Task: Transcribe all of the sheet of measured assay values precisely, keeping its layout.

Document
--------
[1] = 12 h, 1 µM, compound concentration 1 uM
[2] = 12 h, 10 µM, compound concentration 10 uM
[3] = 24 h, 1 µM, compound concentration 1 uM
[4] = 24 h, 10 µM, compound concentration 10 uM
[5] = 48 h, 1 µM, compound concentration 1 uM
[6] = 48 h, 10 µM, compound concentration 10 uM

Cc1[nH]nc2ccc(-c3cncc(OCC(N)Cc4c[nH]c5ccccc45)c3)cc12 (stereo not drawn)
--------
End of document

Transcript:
[1] = 12 h, 1 µM, compound concentration 1 uM
[2] = 12 h, 10 µM, compound concentration 10 uM
[3] = 24 h, 1 µM, compound concentration 1 uM
[4] = 24 h, 10 µM, compound concentration 10 uM
[5] = 48 h, 1 µM, compound concentration 1 uM
[6] = 48 h, 10 µM, compound concentration 10 uM

Cc1[nH]nc2ccc(-c3cncc(OCC(N)Cc4c[nH]c5ccccc45)c3)cc12 (stereo not drawn)